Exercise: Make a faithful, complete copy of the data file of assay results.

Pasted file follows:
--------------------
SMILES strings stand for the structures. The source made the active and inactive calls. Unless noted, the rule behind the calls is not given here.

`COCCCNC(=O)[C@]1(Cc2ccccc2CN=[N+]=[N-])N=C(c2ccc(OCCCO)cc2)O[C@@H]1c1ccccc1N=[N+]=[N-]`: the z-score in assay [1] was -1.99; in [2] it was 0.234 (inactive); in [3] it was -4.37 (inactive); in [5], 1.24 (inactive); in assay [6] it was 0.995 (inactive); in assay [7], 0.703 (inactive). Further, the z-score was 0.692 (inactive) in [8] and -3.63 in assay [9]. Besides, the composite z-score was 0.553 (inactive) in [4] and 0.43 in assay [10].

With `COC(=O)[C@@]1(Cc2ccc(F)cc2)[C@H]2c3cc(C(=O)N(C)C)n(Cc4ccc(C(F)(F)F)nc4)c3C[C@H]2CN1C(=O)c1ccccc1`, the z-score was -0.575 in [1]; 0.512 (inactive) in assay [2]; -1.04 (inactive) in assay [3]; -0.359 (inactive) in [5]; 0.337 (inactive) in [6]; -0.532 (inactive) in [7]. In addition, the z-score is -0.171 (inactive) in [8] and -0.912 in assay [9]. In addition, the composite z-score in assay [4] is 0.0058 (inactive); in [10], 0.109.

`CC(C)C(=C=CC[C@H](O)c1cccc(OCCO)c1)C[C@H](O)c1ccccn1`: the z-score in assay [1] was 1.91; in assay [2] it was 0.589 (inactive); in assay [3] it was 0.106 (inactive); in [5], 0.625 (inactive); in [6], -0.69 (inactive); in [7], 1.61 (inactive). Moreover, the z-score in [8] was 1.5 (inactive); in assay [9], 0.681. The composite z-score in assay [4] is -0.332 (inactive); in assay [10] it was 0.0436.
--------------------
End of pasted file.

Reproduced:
SMILES strings stand for the structures. The source made the active and inactive calls. Unless noted, the rule behind the calls is not given here.

`COCCCNC(=O)[C@]1(Cc2ccccc2CN=[N+]=[N-])N=C(c2ccc(OCCCO)cc2)O[C@@H]1c1ccccc1N=[N+]=[N-]`: the z-score in assay [1] was -1.99; in [2] it was 0.234 (inactive); in [3] it was -4.37 (inactive); in [5], 1.24 (inactive); in assay [6] it was 0.995 (inactive); in assay [7], 0.703 (inactive). Further, the z-score was 0.692 (inactive) in [8] and -3.63 in assay [9]. Besides, the composite z-score was 0.553 (inactive) in [4] and 0.43 in assay [10].

With `COC(=O)[C@@]1(Cc2ccc(F)cc2)[C@H]2c3cc(C(=O)N(C)C)n(Cc4ccc(C(F)(F)F)nc4)c3C[C@H]2CN1C(=O)c1ccccc1`, the z-score was -0.575 in [1]; 0.512 (inactive) in assay [2]; -1.04 (inactive) in assay [3]; -0.359 (inactive) in [5]; 0.337 (inactive) in [6]; -0.532 (inactive) in [7]. In addition, the z-score is -0.171 (inactive) in [8] and -0.912 in assay [9]. In addition, the composite z-score in assay [4] is 0.0058 (inactive); in [10], 0.109.

`CC(C)C(=C=CC[C@H](O)c1cccc(OCCO)c1)C[C@H](O)c1ccccn1`: the z-score in assay [1] was 1.91; in assay [2] it was 0.589 (inactive); in assay [3] it was 0.106 (inactive); in [5], 0.625 (inactive); in [6], -0.69 (inactive); in [7], 1.61 (inactive). Moreover, the z-score in [8] was 1.5 (inactive); in assay [9], 0.681. The composite z-score in assay [4] is -0.332 (inactive); in assay [10] it was 0.0436.